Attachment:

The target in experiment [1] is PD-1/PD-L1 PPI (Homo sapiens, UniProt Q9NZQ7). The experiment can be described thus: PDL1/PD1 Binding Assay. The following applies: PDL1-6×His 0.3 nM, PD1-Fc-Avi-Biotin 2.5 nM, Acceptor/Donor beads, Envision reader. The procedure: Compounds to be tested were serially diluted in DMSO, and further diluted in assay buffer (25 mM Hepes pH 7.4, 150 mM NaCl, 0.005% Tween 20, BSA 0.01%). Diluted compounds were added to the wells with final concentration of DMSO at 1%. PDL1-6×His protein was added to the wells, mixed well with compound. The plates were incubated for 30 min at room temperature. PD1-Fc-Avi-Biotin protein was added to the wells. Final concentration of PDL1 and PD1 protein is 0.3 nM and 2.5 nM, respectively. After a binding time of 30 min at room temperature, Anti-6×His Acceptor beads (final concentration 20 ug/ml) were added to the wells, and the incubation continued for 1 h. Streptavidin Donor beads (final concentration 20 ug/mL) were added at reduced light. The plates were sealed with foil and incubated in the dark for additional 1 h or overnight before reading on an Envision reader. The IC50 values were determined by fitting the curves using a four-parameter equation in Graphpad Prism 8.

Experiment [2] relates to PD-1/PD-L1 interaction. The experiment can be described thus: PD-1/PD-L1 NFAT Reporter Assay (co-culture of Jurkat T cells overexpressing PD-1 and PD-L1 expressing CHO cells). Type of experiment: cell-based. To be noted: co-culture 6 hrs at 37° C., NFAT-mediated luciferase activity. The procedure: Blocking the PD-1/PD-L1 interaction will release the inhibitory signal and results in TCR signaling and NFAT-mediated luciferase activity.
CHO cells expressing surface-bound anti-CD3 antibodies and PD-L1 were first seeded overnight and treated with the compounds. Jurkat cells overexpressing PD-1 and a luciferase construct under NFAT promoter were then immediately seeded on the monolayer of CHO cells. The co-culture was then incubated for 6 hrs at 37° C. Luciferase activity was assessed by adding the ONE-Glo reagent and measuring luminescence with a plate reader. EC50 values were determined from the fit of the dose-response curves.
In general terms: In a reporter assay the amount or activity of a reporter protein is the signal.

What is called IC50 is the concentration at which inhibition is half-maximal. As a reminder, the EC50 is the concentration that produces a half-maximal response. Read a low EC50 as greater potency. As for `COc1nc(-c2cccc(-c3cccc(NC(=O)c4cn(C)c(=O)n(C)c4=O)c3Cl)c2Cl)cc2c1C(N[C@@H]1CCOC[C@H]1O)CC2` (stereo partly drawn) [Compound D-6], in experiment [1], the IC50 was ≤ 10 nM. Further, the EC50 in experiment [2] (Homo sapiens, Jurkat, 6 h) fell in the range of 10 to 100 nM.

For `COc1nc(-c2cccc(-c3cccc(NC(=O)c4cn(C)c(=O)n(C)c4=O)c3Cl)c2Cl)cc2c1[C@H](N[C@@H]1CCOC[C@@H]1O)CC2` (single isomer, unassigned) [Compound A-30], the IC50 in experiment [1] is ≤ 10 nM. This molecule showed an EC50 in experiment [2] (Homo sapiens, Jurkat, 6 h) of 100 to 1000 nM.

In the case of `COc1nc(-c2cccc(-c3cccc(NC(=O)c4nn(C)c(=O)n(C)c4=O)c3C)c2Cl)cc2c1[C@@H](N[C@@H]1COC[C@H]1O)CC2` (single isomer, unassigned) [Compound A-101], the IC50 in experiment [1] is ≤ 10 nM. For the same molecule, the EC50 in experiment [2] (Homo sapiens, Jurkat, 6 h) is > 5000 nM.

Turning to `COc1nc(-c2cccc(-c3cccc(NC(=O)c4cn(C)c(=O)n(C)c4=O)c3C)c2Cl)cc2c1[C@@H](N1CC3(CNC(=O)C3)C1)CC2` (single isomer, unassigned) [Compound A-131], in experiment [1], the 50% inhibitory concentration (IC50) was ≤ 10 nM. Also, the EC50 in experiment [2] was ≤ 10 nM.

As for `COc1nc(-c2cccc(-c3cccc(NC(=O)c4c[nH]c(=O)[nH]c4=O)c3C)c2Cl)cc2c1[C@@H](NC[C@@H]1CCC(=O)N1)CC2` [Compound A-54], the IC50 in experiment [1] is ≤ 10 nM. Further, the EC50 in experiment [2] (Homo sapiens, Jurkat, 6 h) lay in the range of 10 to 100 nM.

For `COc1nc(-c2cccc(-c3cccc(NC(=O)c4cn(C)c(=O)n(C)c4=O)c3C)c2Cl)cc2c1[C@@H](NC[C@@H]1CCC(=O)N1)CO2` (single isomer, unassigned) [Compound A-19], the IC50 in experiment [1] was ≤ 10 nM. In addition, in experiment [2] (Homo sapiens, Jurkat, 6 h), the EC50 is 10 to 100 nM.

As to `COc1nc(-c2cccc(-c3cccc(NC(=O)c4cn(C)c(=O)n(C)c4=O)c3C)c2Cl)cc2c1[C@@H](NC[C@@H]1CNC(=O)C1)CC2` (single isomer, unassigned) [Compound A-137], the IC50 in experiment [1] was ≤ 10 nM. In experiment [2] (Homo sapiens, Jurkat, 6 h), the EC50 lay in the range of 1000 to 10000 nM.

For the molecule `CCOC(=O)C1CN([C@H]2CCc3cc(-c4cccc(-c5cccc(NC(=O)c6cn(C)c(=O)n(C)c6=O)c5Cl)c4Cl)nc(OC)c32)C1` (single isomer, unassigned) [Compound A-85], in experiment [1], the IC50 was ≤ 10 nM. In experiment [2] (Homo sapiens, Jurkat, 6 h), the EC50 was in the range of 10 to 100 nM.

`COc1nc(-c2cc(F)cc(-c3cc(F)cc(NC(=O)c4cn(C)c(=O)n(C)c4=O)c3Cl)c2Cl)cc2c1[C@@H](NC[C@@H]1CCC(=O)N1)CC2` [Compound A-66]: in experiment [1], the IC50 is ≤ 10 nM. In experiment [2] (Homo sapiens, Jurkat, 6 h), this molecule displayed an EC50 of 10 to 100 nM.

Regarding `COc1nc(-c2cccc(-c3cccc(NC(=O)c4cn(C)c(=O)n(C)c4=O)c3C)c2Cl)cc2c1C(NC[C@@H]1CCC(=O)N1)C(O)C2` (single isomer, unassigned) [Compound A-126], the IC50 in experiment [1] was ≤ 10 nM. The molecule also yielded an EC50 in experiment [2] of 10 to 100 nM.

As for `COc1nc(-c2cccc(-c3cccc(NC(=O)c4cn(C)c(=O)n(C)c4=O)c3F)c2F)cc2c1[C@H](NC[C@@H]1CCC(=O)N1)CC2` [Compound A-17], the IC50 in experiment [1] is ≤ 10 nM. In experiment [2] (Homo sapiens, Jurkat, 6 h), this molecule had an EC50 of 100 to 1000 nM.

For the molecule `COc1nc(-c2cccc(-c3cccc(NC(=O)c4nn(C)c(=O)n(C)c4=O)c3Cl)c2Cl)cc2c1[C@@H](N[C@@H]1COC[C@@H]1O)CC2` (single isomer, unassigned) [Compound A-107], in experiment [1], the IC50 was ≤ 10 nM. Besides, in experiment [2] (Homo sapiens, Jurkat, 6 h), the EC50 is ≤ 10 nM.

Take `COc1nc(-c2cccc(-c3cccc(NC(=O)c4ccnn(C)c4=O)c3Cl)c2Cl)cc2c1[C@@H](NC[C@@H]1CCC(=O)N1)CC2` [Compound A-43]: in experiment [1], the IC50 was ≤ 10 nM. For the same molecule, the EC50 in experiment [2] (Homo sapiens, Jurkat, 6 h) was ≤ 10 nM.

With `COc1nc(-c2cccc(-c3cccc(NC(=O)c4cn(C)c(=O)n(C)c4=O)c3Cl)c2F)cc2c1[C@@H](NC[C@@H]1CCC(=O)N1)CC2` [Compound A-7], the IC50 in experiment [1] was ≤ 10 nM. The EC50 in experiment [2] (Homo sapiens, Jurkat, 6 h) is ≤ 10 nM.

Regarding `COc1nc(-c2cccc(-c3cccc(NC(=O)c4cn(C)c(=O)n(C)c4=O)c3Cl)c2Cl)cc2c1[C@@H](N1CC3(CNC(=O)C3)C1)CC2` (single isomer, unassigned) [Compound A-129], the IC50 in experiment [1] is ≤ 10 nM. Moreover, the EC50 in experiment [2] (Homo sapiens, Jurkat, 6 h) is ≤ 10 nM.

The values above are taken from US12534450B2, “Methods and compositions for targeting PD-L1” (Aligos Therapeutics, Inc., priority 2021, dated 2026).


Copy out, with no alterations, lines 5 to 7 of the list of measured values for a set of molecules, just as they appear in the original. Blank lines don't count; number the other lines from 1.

What is called IC50 is the concentration at which inhibition is half-maximal. As a reminder, the EC50 is the concentration that produces a half-maximal response. Read a low EC50 as greater potency. As for `COc1nc(-c2cccc(-c3cccc(NC(=O)c4cn(C)c(=O)n(C)c4=O)c3Cl)c2Cl)cc2c1C(N[C@@H]1CCOC[C@H]1O)CC2` (stereo partly drawn) [Compound D-6], in experiment [1], the IC50 was ≤ 10 nM. Further, the EC50 in experiment [2] (Homo sapiens, Jurkat, 6 h) fell in the range of 10 to 100 nM.

For `COc1nc(-c2cccc(-c3cccc(NC(=O)c4cn(C)c(=O)n(C)c4=O)c3Cl)c2Cl)cc2c1[C@H](N[C@@H]1CCOC[C@@H]1O)CC2` (single isomer, unassigned) [Compound A-30], the IC50 in experiment [1] is ≤ 10 nM. This molecule showed an EC50 in experiment [2] (Homo sapiens, Jurkat, 6 h) of 100 to 1000 nM.

In the case of `COc1nc(-c2cccc(-c3cccc(NC(=O)c4nn(C)c(=O)n(C)c4=O)c3C)c2Cl)cc2c1[C@@H](N[C@@H]1COC[C@H]1O)CC2` (single isomer, unassigned) [Compound A-101], the IC50 in experiment [1] is ≤ 10 nM. For the same molecule, the EC50 in experiment [2] (Homo sapiens, Jurkat, 6 h) is > 5000 nM.